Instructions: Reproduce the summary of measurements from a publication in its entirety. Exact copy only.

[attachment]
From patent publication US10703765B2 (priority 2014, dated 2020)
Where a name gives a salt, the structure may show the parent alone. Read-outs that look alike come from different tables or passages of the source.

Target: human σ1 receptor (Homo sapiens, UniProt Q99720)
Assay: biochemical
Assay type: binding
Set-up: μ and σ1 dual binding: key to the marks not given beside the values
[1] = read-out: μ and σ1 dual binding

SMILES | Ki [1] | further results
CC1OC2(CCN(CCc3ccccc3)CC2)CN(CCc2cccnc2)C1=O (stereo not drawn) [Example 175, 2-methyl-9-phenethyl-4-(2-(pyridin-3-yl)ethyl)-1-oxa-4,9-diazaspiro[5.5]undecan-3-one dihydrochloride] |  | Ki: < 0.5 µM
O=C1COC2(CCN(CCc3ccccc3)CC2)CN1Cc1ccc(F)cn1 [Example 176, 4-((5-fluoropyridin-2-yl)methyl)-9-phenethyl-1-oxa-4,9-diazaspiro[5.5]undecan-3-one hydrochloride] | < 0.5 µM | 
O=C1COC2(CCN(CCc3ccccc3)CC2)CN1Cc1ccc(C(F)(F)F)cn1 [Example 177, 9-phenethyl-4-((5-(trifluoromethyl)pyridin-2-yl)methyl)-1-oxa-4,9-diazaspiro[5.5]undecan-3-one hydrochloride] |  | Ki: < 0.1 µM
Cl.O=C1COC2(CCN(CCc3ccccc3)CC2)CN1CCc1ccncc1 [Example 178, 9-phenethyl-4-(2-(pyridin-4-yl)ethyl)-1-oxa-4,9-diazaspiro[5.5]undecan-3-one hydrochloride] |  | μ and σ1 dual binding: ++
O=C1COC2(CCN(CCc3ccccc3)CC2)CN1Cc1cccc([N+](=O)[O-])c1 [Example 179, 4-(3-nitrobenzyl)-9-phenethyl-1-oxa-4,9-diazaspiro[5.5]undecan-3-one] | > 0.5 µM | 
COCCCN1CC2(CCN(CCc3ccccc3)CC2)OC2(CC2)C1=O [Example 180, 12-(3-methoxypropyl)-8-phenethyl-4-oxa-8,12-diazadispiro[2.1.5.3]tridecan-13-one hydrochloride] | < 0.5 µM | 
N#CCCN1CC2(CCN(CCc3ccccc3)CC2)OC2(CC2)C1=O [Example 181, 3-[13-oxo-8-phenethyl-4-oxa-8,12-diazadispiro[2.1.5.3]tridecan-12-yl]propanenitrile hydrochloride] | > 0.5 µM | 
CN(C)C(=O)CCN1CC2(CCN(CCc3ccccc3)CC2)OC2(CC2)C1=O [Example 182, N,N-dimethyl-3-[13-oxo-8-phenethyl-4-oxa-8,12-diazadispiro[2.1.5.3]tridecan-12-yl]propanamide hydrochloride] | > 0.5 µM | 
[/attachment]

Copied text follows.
From patent publication US10703765B2 (priority 2014, dated 2020)
Where a name gives a salt, the structure may show the parent alone. Read-outs that look alike come from different tables or passages of the source.

Target: human σ1 receptor (Homo sapiens, UniProt Q99720)
Assay: biochemical
Assay type: binding
Set-up: μ and σ1 dual binding: key to the marks not given beside the values
[1] = read-out: μ and σ1 dual binding

SMILES | Ki [1] | further results
CC1OC2(CCN(CCc3ccccc3)CC2)CN(CCc2cccnc2)C1=O (stereo not drawn) [Example 175, 2-methyl-9-phenethyl-4-(2-(pyridin-3-yl)ethyl)-1-oxa-4,9-diazaspiro[5.5]undecan-3-one dihydrochloride] |  | Ki: < 0.5 µM
O=C1COC2(CCN(CCc3ccccc3)CC2)CN1Cc1ccc(F)cn1 [Example 176, 4-((5-fluoropyridin-2-yl)methyl)-9-phenethyl-1-oxa-4,9-diazaspiro[5.5]undecan-3-one hydrochloride] | < 0.5 µM | 
O=C1COC2(CCN(CCc3ccccc3)CC2)CN1Cc1ccc(C(F)(F)F)cn1 [Example 177, 9-phenethyl-4-((5-(trifluoromethyl)pyridin-2-yl)methyl)-1-oxa-4,9-diazaspiro[5.5]undecan-3-one hydrochloride] |  | Ki: < 0.1 µM
Cl.O=C1COC2(CCN(CCc3ccccc3)CC2)CN1CCc1ccncc1 [Example 178, 9-phenethyl-4-(2-(pyridin-4-yl)ethyl)-1-oxa-4,9-diazaspiro[5.5]undecan-3-one hydrochloride] |  | μ and σ1 dual binding: ++
O=C1COC2(CCN(CCc3ccccc3)CC2)CN1Cc1cccc([N+](=O)[O-])c1 [Example 179, 4-(3-nitrobenzyl)-9-phenethyl-1-oxa-4,9-diazaspiro[5.5]undecan-3-one] | > 0.5 µM | 
COCCCN1CC2(CCN(CCc3ccccc3)CC2)OC2(CC2)C1=O [Example 180, 12-(3-methoxypropyl)-8-phenethyl-4-oxa-8,12-diazadispiro[2.1.5.3]tridecan-13-one hydrochloride] | < 0.5 µM | 
N#CCCN1CC2(CCN(CCc3ccccc3)CC2)OC2(CC2)C1=O [Example 181, 3-[13-oxo-8-phenethyl-4-oxa-8,12-diazadispiro[2.1.5.3]tridecan-12-yl]propanenitrile hydrochloride] | > 0.5 µM | 
CN(C)C(=O)CCN1CC2(CCN(CCc3ccccc3)CC2)OC2(CC2)C1=O [Example 182, N,N-dimethyl-3-[13-oxo-8-phenethyl-4-oxa-8,12-diazadispiro[2.1.5.3]tridecan-12-yl]propanamide hydrochloride] | > 0.5 µM | 